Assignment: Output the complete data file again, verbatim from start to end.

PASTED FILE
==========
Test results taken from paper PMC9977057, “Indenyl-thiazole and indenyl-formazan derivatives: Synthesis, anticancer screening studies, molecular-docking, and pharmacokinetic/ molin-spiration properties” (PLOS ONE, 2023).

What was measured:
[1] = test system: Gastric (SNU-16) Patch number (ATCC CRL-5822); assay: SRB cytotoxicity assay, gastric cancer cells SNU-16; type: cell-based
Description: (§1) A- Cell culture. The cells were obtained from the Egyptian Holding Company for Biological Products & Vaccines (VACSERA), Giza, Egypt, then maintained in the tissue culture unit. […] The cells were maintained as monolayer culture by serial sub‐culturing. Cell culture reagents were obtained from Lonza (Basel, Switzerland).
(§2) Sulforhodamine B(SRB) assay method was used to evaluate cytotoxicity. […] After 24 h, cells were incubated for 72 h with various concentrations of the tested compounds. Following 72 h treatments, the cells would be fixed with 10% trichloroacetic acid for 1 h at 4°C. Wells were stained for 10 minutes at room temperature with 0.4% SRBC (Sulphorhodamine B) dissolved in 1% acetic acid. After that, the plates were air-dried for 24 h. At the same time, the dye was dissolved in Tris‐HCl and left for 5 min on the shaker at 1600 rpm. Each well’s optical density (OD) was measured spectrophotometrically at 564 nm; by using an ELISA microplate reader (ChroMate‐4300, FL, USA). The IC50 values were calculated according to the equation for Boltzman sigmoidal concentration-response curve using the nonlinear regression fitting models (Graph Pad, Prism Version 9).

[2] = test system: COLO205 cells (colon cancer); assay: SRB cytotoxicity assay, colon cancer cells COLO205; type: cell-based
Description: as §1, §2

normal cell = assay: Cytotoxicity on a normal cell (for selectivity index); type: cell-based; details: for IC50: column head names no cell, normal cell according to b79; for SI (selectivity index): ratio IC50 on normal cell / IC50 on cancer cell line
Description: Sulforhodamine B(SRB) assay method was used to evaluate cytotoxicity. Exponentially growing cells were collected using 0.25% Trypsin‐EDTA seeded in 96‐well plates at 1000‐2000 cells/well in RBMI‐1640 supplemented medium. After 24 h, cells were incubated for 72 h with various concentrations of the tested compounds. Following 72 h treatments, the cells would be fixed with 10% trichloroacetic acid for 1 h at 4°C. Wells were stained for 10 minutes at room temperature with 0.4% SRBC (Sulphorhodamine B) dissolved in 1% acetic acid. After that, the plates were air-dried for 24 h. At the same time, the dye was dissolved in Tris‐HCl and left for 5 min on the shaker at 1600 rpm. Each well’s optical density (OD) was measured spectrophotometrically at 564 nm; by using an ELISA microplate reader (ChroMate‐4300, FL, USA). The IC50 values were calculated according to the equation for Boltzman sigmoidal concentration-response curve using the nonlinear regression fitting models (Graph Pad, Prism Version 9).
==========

Test results taken from paper PMC9977057, “Indenyl-thiazole and indenyl-formazan derivatives: Synthesis, anticancer screening studies, molecular-docking, and pharmacokinetic/ molin-spiration properties” (PLOS ONE, 2023).

What was measured:
[1] = test system: Gastric (SNU-16) Patch number (ATCC CRL-5822); assay: SRB cytotoxicity assay, gastric cancer cells SNU-16; type: cell-based
Description: (§1) A- Cell culture. The cells were obtained from the Egyptian Holding Company for Biological Products & Vaccines (VACSERA), Giza, Egypt, then maintained in the tissue culture unit. […] The cells were maintained as monolayer culture by serial sub‐culturing. Cell culture reagents were obtained from Lonza (Basel, Switzerland).
(§2) Sulforhodamine B(SRB) assay method was used to evaluate cytotoxicity. […] After 24 h, cells were incubated for 72 h with various concentrations of the tested compounds. Following 72 h treatments, the cells would be fixed with 10% trichloroacetic acid for 1 h at 4°C. Wells were stained for 10 minutes at room temperature with 0.4% SRBC (Sulphorhodamine B) dissolved in 1% acetic acid. After that, the plates were air-dried for 24 h. At the same time, the dye was dissolved in Tris‐HCl and left for 5 min on the shaker at 1600 rpm. Each well’s optical density (OD) was measured spectrophotometrically at 564 nm; by using an ELISA microplate reader (ChroMate‐4300, FL, USA). The IC50 values were calculated according to the equation for Boltzman sigmoidal concentration-response curve using the nonlinear regression fitting models (Graph Pad, Prism Version 9).

[2] = test system: COLO205 cells (colon cancer); assay: SRB cytotoxicity assay, colon cancer cells COLO205; type: cell-based
Description: as §1, §2

normal cell = assay: Cytotoxicity on a normal cell (for selectivity index); type: cell-based; details: for IC50: column head names no cell, normal cell according to b79; for SI (selectivity index): ratio IC50 on normal cell / IC50 on cancer cell line
Description: Sulforhodamine B(SRB) assay method was used to evaluate cytotoxicity. Exponentially growing cells were collected using 0.25% Trypsin‐EDTA seeded in 96‐well plates at 1000‐2000 cells/well in RBMI‐1640 supplemented medium. After 24 h, cells were incubated for 72 h with various concentrations of the tested compounds. Following 72 h treatments, the cells would be fixed with 10% trichloroacetic acid for 1 h at 4°C. Wells were stained for 10 minutes at room temperature with 0.4% SRBC (Sulphorhodamine B) dissolved in 1% acetic acid. After that, the plates were air-dried for 24 h. At the same time, the dye was dissolved in Tris‐HCl and left for 5 min on the shaker at 1600 rpm. Each well’s optical density (OD) was measured spectrophotometrically at 564 nm; by using an ELISA microplate reader (ChroMate‐4300, FL, USA). The IC50 values were calculated according to the equation for Boltzman sigmoidal concentration-response curve using the nonlinear regression fitting models (Graph Pad, Prism Version 9).